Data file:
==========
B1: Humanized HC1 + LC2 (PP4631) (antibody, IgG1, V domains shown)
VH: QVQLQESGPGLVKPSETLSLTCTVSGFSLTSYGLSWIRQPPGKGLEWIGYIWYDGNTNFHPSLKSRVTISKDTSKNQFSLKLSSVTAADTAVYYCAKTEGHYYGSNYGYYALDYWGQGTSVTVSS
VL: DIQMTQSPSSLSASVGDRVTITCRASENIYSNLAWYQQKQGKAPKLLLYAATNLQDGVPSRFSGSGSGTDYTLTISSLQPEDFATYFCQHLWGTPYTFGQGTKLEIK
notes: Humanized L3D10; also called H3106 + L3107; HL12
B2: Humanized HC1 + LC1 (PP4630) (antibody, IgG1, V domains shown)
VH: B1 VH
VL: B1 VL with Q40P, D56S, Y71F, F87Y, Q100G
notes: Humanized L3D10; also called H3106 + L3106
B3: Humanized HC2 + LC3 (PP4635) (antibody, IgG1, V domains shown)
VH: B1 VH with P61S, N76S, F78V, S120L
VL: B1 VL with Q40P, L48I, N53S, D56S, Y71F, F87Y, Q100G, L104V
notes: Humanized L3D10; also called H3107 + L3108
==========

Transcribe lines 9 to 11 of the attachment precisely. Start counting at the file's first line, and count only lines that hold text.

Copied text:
B3: Humanized HC2 + LC3 (PP4635) (antibody, IgG1, V domains shown)
VH: B1 VH with P61S, N76S, F78V, S120L
VL: B1 VL with Q40P, L48I, N53S, D56S, Y71F, F87Y, Q100G, L104V